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Moroccan king says he hopes ties with Israel will encourage regional peace

Mohammed VI sends missive to Isaac Herzog in response to president’s letter delivered by Yair Lapid last week

Moroccan King Mohammed VI waves to a crowd as he arrives for the opening session of the Moroccan Parliament in Rabat, Morocco, on October 12, 2018. (AP Photo/Abdeljalil Bounhar)
Moroccan King Mohammed VI waves to a crowd as he arrives for the opening session of the Moroccan Parliament in Rabat, Morocco, on October 12, 2018. (AP Photo/Abdeljalil Bounhar)

Morocco’s King Mohammed VI has sent a letter to President Isaac Herzog, in which he expressed hope that renewed ties between the countries will encourage regional peace, the president’s office said on Friday.

In the letter, the king thanked Herzog for his letter, delivered by Foreign Minister Yair Lapid when the latter visited the country last week.

Notably, the king did not give any direct response to Herzog’s invitation to come visit Israel.

“I am pleased with the steps taken for the resumption of contacts between our two countries. I am convinced that we shall make this momentum sustainable in order to promote the prospects of peace for all peoples in the region,” Mohammed wrote, according to Herzog’s office.

Lapid said last Thursday that Israel and Morocco would upgrade their relations to full diplomatic ties and open embassies in each others’ countries within two months.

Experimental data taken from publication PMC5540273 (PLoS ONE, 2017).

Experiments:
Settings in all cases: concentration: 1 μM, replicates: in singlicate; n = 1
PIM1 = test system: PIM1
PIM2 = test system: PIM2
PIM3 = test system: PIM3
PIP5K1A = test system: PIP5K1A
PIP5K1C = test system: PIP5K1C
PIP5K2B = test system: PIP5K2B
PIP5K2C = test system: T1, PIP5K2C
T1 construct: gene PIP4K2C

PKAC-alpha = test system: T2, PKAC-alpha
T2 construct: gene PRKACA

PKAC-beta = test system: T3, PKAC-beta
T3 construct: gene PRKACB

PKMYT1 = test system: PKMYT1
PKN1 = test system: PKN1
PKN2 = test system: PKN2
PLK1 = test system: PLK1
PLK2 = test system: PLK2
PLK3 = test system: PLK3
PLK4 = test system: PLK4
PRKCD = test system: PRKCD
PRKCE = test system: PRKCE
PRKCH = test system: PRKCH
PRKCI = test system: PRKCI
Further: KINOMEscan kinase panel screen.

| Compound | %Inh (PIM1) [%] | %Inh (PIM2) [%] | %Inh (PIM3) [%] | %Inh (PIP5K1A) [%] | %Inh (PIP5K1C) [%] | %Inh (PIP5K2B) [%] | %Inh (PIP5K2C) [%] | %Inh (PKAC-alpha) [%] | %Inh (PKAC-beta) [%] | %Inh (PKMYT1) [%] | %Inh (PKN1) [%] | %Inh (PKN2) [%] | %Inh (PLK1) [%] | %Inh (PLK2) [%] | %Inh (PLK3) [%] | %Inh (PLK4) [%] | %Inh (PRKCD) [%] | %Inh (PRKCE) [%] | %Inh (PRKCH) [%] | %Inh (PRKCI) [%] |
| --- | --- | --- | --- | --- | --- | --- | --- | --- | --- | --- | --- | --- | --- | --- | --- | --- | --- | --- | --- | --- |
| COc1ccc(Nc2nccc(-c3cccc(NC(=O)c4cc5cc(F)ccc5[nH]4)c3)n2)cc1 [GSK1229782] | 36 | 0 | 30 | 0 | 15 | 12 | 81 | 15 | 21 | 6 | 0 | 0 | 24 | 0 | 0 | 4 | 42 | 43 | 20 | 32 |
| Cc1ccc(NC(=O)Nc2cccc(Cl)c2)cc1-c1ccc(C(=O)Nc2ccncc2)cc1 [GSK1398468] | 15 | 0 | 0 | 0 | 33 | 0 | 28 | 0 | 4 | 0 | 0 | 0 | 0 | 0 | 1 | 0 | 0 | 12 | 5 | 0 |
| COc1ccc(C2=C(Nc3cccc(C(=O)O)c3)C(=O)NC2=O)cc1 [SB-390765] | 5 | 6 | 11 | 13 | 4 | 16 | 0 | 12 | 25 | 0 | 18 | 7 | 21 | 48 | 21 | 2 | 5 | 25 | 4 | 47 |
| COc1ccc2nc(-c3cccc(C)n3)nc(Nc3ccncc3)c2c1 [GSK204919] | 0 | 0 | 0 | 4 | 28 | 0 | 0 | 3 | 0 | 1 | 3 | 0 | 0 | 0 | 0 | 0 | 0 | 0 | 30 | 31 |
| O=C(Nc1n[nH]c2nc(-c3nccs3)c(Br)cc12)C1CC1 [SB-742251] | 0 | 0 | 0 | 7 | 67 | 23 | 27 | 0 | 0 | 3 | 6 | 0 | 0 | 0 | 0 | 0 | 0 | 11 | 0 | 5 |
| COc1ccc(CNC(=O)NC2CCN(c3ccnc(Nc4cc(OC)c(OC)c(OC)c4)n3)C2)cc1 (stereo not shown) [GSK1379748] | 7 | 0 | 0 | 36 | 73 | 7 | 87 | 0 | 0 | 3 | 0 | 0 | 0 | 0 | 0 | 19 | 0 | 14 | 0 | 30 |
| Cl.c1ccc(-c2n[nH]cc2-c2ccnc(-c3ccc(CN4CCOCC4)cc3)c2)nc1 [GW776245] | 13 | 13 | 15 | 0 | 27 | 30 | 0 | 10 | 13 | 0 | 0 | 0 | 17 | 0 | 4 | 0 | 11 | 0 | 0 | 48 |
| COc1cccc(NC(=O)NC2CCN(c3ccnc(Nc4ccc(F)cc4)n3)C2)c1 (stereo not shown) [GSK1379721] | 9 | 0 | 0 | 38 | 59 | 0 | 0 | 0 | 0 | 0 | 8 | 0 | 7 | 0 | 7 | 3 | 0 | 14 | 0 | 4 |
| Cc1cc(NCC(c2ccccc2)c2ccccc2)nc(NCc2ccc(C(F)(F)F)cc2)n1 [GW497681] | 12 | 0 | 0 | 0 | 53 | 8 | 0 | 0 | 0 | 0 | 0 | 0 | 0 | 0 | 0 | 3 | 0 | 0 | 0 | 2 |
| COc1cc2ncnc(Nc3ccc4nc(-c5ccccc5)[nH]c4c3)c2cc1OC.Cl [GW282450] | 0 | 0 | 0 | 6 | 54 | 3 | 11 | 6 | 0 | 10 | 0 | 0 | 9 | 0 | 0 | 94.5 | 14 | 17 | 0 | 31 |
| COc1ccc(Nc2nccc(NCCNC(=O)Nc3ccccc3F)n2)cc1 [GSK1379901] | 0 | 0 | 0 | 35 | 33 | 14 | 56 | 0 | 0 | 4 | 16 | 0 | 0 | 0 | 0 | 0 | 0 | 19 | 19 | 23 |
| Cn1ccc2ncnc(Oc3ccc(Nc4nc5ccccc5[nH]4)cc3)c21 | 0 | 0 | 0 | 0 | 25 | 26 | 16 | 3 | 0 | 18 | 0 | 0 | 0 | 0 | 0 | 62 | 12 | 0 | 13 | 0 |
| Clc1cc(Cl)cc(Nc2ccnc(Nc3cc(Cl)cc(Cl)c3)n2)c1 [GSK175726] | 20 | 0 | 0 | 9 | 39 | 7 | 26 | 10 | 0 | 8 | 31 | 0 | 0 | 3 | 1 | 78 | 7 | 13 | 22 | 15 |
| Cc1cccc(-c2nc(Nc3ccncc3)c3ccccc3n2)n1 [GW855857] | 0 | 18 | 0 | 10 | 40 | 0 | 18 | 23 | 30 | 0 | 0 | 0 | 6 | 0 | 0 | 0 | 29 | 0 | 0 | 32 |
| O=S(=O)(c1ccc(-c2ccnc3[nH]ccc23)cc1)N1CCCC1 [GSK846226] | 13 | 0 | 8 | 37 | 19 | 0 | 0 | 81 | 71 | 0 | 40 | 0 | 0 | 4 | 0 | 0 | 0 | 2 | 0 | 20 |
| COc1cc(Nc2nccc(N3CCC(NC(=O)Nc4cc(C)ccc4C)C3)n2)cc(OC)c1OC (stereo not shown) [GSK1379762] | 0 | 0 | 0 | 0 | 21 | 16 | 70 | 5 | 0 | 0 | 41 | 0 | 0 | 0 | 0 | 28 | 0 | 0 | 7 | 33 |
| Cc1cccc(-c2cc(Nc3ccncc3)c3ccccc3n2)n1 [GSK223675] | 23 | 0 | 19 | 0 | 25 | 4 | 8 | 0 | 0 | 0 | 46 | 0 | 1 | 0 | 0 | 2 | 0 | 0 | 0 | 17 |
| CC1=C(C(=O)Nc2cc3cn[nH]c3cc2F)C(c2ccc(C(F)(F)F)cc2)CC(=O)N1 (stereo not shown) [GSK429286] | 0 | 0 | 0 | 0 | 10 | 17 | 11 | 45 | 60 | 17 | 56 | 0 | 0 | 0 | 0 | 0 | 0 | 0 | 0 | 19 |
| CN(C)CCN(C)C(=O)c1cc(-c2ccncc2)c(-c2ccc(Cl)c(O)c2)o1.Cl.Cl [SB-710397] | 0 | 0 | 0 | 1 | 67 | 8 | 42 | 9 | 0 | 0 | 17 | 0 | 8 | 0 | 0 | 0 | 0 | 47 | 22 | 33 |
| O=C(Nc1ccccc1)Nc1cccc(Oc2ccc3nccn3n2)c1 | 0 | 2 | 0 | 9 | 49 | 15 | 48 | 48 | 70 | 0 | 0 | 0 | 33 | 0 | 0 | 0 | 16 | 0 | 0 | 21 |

Speaking at a press conference in Casablanca on the first visit by an Israeli minister since the countries agreed to normalize relations last year, Lapid said that Moroccan Foreign Minister Nasser Bourita is expected to be aboard the first Royal Air Maroc flight from Morocco to Israel in either October or early November, in order to open the Moroccan Embassy in Tel Aviv.

President Isaac Herzog speaks during a conference organized by the Besheva group in Jerusalem, on August 1, 2021. (Yonatan Sindel/Flash90)

The Trump administration brokered the Israel-Morocco normalization agreement last year, mending ties that were cut off following the outbreak of the Second Intifada in 2000. However, the 2020 deal did not establish full diplomatic relations.

Morocco reportedly hesitated to move forward until it was assured that the Trump administration’s recognition of its sovereignty over the disputed Western Sahara region would be upheld by United States President Joe Biden.

Once the new administration assured Rabat that it would not reverse the recognition, Morocco decided to move forward with the normalization deal, the Walla news site reported

Lapid said that Israel’s diplomatic relations with Morocco, along with those with the United Arab Emirates, Bahrain, Jordan and Egypt, form a strategic regional alliance against Iran.

“This poses a pragmatic alternative to religious extremism. We are creating a cycle of life, in the face of the cycle of death created by Iran and its emissaries,” he said.

The agreement with Morocco came as part of a wave of diplomatic agreements between Israel and Arab states, including the UAE, Bahrain and Sudan. In late June, Lapid made a historic trip to the UAE to open the Israeli embassy in Abu Dhabi and the consulate in Dubai.

Lazar Berman and Judah Ari Gross contributed to this report.

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